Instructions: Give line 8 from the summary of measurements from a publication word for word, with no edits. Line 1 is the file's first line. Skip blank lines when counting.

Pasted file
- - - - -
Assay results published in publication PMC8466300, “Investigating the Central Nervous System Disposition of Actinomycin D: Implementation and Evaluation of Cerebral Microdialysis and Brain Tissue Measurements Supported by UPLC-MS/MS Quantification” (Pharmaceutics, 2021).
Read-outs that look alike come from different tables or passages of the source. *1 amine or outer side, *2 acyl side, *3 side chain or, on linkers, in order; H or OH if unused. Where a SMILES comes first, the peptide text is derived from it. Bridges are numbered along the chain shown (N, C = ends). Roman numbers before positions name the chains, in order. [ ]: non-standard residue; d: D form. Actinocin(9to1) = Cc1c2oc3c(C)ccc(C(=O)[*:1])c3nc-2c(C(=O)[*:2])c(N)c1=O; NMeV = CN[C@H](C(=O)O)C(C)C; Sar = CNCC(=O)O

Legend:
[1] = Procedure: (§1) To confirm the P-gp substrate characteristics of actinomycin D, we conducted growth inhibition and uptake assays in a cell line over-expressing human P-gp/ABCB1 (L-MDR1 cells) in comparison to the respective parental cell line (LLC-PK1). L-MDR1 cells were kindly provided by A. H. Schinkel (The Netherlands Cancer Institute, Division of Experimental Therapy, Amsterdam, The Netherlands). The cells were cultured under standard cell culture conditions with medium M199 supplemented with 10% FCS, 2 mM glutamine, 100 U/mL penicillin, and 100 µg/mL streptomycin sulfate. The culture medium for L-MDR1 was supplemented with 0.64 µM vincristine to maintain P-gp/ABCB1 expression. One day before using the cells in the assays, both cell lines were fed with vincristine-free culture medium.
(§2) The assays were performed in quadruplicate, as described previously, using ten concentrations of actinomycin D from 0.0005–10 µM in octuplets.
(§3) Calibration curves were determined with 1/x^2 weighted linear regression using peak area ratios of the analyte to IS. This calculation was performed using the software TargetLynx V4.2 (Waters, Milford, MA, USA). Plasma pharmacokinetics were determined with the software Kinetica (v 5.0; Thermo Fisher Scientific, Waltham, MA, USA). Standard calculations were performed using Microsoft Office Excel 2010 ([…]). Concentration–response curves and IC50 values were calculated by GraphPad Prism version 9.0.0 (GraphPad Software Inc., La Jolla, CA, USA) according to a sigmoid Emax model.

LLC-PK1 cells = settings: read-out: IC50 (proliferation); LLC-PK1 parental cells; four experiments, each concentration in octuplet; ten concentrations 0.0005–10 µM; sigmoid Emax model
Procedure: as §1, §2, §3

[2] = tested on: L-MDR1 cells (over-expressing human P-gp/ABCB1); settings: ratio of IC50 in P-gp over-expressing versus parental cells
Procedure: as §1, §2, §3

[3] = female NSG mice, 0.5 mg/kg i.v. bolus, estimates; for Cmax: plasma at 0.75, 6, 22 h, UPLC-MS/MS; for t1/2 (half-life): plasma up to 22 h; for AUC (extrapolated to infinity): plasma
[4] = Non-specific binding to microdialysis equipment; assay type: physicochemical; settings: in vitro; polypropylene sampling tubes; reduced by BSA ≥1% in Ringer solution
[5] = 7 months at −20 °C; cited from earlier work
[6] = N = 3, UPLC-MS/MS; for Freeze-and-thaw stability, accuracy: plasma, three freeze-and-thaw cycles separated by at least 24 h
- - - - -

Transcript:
Procedure: as §1, §2, §3